information that vendors have, I can only make measurements.

On the other hand, it is not easy because you need to estimate the activity

of EACH NODE inside the FPGA, at leas you should be able to precise
the toggling rate of the LUT, the DFF, the interconnect and the I/O. and
that
is only possible using a good simulation tool that allows to obtain the
simulation
of most part of internal nodes (MaxPLus II do it, and Foundation do it
also,
I don't know about the others). And even if you can do that, you need reels

test vectors, you can not test an encoder using test vectors from a gray
counter,
or a filter using a sinoidal input signal with a little hammer, or
something like that.

If you know internal capacitances, load capacitances, the internal power
distribution,
and the activity rate of each node, you can, then, estimate power, and
power,
I repeat, doesn't depends on a K factor. Sorry about Altera.

I found that most part of power comes from the logic elements itself and
the
interconnect, even the clock tree is not an important factor because I/Os
consume more than clock buffer.

Finally, some people think that power consumption in FPGAs is not important

because this circuits are popular only to build prototypes and in
prototypes
power is not important, FPGAs are more and more used to build products
because they are cheaper than Asic, and, talking about prototypes, I don't
know if it's good idea to use a big 10 or 20 amps power supply in designs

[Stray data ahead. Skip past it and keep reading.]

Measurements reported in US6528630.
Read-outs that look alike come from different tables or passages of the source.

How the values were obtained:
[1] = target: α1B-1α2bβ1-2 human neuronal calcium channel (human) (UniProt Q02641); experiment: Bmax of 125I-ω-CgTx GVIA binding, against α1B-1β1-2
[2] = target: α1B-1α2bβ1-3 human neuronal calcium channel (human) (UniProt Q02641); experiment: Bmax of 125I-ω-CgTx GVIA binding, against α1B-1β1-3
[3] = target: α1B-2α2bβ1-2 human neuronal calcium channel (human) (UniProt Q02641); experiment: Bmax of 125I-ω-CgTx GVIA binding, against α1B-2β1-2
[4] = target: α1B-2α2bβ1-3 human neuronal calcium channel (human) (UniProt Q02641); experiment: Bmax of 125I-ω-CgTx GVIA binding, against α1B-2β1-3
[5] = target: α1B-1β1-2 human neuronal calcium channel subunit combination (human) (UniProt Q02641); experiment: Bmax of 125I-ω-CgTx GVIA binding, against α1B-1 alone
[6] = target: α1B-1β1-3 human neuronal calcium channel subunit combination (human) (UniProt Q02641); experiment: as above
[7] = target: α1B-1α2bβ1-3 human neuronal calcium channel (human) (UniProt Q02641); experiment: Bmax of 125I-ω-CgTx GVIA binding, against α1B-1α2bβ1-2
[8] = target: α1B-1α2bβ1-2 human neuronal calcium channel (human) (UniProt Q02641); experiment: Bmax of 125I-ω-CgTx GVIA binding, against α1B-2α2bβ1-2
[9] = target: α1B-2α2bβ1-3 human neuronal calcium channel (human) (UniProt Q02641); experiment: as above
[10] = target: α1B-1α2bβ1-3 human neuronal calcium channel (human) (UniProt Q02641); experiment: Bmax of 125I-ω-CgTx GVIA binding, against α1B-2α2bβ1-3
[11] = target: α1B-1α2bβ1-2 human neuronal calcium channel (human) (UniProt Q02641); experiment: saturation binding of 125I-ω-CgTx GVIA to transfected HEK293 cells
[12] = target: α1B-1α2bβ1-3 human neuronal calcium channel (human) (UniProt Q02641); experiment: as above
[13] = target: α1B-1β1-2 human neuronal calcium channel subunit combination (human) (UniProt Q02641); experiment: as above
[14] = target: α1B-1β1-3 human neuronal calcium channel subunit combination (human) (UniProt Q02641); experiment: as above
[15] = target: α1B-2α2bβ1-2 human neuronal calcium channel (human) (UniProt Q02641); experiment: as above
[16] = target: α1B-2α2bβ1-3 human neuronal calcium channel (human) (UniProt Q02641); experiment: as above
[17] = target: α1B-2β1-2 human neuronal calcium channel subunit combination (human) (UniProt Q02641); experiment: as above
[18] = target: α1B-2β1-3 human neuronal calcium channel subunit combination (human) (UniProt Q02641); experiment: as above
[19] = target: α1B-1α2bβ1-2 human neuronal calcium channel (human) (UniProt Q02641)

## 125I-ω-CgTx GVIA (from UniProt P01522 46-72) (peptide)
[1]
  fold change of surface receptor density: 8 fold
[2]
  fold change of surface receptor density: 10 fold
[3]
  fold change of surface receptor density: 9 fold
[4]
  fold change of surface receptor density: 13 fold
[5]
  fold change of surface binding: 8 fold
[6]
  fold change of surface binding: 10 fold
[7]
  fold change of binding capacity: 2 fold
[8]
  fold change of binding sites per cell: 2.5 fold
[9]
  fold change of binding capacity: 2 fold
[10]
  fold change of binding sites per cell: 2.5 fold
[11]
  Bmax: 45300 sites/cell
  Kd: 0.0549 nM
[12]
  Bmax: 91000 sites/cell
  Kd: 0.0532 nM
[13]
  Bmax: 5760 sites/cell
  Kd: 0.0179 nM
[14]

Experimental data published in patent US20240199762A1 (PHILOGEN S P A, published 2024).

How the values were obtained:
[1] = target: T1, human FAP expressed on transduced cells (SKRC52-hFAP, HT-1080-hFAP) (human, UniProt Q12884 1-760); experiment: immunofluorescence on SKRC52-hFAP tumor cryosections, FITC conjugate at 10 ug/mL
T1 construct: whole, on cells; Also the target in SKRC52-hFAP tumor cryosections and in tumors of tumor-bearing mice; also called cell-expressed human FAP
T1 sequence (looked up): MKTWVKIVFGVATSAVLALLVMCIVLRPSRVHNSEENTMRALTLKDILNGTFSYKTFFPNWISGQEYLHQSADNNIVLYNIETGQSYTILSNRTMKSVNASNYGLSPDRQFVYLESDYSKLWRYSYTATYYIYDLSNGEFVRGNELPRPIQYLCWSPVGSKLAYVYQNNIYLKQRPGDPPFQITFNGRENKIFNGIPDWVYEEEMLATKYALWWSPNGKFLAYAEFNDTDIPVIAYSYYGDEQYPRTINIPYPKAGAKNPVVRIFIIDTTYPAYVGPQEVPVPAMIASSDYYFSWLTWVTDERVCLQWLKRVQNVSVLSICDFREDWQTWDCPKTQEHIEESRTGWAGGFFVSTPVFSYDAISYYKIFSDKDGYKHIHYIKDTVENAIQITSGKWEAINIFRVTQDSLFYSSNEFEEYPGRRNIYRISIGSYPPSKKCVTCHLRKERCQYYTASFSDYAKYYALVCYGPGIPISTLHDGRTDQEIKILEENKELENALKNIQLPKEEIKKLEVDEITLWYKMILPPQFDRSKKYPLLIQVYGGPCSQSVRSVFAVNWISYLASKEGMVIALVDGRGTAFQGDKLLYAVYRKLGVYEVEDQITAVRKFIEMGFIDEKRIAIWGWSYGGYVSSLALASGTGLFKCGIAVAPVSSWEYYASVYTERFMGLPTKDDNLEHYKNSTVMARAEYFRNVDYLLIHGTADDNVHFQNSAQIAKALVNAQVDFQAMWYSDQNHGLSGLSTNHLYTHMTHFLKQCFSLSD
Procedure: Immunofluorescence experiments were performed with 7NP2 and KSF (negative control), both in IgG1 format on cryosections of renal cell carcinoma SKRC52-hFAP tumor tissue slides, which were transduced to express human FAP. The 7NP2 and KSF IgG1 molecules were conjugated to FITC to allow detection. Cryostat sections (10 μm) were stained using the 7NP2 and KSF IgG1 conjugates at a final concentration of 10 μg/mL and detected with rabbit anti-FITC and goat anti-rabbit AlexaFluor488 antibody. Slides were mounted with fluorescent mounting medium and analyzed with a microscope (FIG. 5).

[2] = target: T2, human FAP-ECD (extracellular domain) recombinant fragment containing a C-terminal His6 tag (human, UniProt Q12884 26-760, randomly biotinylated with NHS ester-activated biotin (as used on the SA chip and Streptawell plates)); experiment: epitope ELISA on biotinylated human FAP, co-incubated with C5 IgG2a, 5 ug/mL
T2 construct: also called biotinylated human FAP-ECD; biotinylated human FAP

with FPGAs. In this case, power is becoming important. And I prefer
not to talk about wireless applications based on FPGAs.

Thank you for your coments, they will help me.

Andres David

--------------30BCE1369BAE59146295E468
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begin:vcard 
n:Garcia Garcia;Andres David
tel;pager:http://www-elec.enst.fr/~garcia/index.html
tel;fax:(33-1)45-80-40-36
tel;home:(33-1)-44-16-18-90
tel;work:(33-1)-45-81-78-03
x-mozilla-html:TRUE
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email;internet:garcia@elec.enst.fr
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adr;quoted-printable:;;46, rue Barrault=0D=0A;Paris;;75634;France
fn:PhD Student
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--------------30BCE1369BAE59146295E468--

Article: 15281
Subject: Re: help!
From: Ray Andraka <randraka@ids.net>
Date: Wed, 17 Mar 1999 10:34:50 -0500
Links: << >>  << T >>  << A >>
Take a look at my website.  There is a tutorial page there on
multiplication in FPGAs, which will give you the basics of how it is
done.  For an FFT it is considerably more area efficient to use
distributed arithmetic techniques than a brute force multiply and
add/subtract.   You might look at the Xilinx logicore for an FFT if it is
the right flavor for what you are doing.  Unfortunately, going that way
does not provide much insight as to how it works, so if this is more of a
learning experience then you'll have to slug through the sparse
literature on distributed arithmetic and FFT implementations.  You may
find some early papers entitled something like "fastest FFT in the west"